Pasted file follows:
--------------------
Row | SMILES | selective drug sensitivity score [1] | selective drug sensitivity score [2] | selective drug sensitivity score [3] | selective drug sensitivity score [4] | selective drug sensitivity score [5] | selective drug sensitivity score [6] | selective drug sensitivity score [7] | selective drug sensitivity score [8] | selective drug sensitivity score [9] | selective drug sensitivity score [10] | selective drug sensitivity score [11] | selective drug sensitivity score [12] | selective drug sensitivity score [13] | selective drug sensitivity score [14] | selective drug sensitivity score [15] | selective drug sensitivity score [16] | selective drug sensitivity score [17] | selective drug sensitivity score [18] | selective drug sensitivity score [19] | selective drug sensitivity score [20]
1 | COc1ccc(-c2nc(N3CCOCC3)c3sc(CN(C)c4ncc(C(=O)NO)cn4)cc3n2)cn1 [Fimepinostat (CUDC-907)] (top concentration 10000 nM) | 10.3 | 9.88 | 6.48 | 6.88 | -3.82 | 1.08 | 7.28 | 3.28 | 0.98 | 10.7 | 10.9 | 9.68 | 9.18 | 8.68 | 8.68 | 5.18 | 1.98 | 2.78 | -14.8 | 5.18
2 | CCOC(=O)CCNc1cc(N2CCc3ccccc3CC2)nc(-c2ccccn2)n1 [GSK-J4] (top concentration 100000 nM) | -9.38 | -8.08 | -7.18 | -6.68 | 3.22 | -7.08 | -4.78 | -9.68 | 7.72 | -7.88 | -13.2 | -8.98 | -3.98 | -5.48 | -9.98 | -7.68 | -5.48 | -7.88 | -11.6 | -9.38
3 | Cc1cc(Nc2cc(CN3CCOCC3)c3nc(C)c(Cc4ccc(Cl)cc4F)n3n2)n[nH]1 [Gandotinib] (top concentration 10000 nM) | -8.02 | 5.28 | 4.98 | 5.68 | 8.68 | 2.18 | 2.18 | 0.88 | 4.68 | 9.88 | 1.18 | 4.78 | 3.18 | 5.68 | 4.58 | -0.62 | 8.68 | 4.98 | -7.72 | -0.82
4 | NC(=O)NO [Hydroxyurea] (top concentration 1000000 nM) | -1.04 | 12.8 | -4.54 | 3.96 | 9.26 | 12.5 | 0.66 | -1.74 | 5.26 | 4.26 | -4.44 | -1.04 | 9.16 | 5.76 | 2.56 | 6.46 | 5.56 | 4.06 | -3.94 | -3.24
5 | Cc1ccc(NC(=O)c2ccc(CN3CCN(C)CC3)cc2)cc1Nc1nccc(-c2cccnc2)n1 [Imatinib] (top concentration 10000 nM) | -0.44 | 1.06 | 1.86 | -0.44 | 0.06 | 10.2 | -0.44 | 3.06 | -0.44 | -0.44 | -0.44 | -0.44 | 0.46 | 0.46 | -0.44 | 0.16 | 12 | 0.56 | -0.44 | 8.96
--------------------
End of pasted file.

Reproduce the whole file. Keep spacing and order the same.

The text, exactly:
Row | SMILES | selective drug sensitivity score [1] | selective drug sensitivity score [2] | selective drug sensitivity score [3] | selective drug sensitivity score [4] | selective drug sensitivity score [5] | selective drug sensitivity score [6] | selective drug sensitivity score [7] | selective drug sensitivity score [8] | selective drug sensitivity score [9] | selective drug sensitivity score [10] | selective drug sensitivity score [11] | selective drug sensitivity score [12] | selective drug sensitivity score [13] | selective drug sensitivity score [14] | selective drug sensitivity score [15] | selective drug sensitivity score [16] | selective drug sensitivity score [17] | selective drug sensitivity score [18] | selective drug sensitivity score [19] | selective drug sensitivity score [20]
1 | COc1ccc(-c2nc(N3CCOCC3)c3sc(CN(C)c4ncc(C(=O)NO)cn4)cc3n2)cn1 [Fimepinostat (CUDC-907)] (top concentration 10000 nM) | 10.3 | 9.88 | 6.48 | 6.88 | -3.82 | 1.08 | 7.28 | 3.28 | 0.98 | 10.7 | 10.9 | 9.68 | 9.18 | 8.68 | 8.68 | 5.18 | 1.98 | 2.78 | -14.8 | 5.18
2 | CCOC(=O)CCNc1cc(N2CCc3ccccc3CC2)nc(-c2ccccn2)n1 [GSK-J4] (top concentration 100000 nM) | -9.38 | -8.08 | -7.18 | -6.68 | 3.22 | -7.08 | -4.78 | -9.68 | 7.72 | -7.88 | -13.2 | -8.98 | -3.98 | -5.48 | -9.98 | -7.68 | -5.48 | -7.88 | -11.6 | -9.38
3 | Cc1cc(Nc2cc(CN3CCOCC3)c3nc(C)c(Cc4ccc(Cl)cc4F)n3n2)n[nH]1 [Gandotinib] (top concentration 10000 nM) | -8.02 | 5.28 | 4.98 | 5.68 | 8.68 | 2.18 | 2.18 | 0.88 | 4.68 | 9.88 | 1.18 | 4.78 | 3.18 | 5.68 | 4.58 | -0.62 | 8.68 | 4.98 | -7.72 | -0.82
4 | NC(=O)NO [Hydroxyurea] (top concentration 1000000 nM) | -1.04 | 12.8 | -4.54 | 3.96 | 9.26 | 12.5 | 0.66 | -1.74 | 5.26 | 4.26 | -4.44 | -1.04 | 9.16 | 5.76 | 2.56 | 6.46 | 5.56 | 4.06 | -3.94 | -3.24
5 | Cc1ccc(NC(=O)c2ccc(CN3CCN(C)CC3)cc2)cc1Nc1nccc(-c2cccnc2)n1 [Imatinib] (top concentration 10000 nM) | -0.44 | 1.06 | 1.86 | -0.44 | 0.06 | 10.2 | -0.44 | 3.06 | -0.44 | -0.44 | -0.44 | -0.44 | 0.46 | 0.46 | -0.44 | 0.16 | 12 | 0.56 | -0.44 | 8.96